In a recent blog post, we showed that consumer expectations worsened sharply through March, as the COVID-19 epidemic spread and affected a growing part of the U.S. population. In this post, we document how much of this deterioration can be directly attributed to the coronavirus outbreak. We then explore how the effect of the outbreak has varied over time and across demographic groups.
The March Survey of Consumer Expectations, which was fielded between March 2 and 31, records a substantial deterioration in financial and economic expectations, including sharp declines in household income and spending growth expectations.
Using data from the New York Fed’s Survey of Consumer Expectations, these Liberty Street Economics authors document the heterogeneity in job satisfaction among U.S. workers and in their preferences for various nonwage benefits, and discuss the impact of these preferences on job search behavior.
The New York Fed’s Center for Microeconomic Data today released the Quarterly Report on Household Debt and Credit for the fourth quarter of 2019. Total household debt balances grew by $193 billion in the fourth quarter, marking a $601 billion increase in household debt balances in 2019, the largest annual gain since 2007. The main driver was a $433 billion annual upswing in mortgage balances, also the largest since 2007.
Total household debt balances increased by $192 billion in the second quarter of 2019, boosted primarily by a $162 billion gain in mortgage installment balances, according to the latest Quarterly Report on Household Debt and Credit from the New York Fed’s Center for Microeconomic Data (the mortgage installment balances exclude home equity lines of credit, which are reported separately and have been declining in balance for some time). The new mortgage total of $9.4 trillion is slightly higher than the previous high in mortgage balances from the third quarter of 2008 in nominal terms.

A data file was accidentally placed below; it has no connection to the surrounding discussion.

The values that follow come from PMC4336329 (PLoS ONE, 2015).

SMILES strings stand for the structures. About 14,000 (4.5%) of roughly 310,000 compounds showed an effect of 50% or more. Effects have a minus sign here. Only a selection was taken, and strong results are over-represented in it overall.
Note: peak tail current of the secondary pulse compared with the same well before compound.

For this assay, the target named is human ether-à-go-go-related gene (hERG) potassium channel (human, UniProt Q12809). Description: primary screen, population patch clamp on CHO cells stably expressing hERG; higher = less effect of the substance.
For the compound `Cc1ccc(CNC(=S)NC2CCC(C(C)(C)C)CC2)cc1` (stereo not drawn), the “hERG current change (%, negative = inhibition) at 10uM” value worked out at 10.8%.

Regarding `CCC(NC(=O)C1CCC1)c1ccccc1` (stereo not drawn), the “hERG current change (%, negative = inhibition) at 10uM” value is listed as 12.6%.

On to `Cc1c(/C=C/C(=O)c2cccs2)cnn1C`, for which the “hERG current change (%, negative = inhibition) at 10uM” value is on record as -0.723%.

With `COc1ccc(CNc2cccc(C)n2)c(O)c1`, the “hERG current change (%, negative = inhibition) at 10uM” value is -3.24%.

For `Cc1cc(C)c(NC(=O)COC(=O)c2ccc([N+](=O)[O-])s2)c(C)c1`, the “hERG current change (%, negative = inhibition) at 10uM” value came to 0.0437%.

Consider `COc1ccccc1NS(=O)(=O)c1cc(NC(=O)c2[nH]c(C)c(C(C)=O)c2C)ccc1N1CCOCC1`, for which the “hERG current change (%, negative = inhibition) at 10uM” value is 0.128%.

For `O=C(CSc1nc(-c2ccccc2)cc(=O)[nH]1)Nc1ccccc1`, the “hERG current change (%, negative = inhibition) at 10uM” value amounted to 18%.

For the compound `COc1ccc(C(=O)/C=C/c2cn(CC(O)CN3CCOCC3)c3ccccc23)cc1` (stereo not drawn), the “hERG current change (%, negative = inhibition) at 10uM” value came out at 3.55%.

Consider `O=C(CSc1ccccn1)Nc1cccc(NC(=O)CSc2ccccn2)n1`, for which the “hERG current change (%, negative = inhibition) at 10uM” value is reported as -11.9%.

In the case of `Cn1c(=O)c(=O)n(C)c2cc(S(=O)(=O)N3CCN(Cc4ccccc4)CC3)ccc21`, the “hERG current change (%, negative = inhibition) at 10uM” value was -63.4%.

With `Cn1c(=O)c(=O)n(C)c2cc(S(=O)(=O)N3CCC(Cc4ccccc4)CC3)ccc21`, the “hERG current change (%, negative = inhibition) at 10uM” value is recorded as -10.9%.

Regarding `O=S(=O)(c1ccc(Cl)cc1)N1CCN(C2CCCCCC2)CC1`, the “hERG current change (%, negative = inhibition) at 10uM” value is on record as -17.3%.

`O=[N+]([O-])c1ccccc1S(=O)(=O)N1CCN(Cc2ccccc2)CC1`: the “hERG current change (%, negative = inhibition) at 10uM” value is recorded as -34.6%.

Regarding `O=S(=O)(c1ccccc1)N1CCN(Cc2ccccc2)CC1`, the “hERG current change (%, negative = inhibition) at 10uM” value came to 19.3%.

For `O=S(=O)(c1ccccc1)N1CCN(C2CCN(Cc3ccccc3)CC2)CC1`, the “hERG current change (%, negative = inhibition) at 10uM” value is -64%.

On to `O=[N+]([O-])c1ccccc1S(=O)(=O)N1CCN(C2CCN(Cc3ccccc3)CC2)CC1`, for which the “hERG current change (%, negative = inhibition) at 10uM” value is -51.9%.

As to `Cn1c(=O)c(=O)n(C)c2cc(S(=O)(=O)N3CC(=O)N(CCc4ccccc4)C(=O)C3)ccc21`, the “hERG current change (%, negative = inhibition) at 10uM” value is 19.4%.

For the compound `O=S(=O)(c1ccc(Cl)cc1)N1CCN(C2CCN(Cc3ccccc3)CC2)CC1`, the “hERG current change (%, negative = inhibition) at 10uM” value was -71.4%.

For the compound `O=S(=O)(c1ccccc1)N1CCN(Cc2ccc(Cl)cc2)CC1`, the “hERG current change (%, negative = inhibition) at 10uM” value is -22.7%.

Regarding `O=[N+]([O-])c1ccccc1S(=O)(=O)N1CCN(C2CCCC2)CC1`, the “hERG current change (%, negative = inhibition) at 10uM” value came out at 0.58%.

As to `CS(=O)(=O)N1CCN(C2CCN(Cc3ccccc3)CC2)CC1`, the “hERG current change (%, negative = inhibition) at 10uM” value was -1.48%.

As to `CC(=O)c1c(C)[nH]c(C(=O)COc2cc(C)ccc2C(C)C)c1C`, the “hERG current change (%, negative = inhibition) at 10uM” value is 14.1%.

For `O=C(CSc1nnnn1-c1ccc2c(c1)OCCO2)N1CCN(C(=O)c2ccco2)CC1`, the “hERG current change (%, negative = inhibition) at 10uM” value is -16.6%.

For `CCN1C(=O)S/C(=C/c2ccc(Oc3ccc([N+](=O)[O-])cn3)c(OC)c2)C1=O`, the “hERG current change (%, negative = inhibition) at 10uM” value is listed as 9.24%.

Liberty Street Economics authors draw on the New York Fed’s Consumer Credit Panel to explore longer-term trends in credit market participation.
Paul Goldsmith-Pinkham explores how the lifting of bankruptcy flags affects borrowers’ credit scores and credit outcomes.
This analysis introduces an improved estimate of auto loan originations, some new charts, and some fresh data on the auto loan market based on New York Fed Consumer Credit Panel data.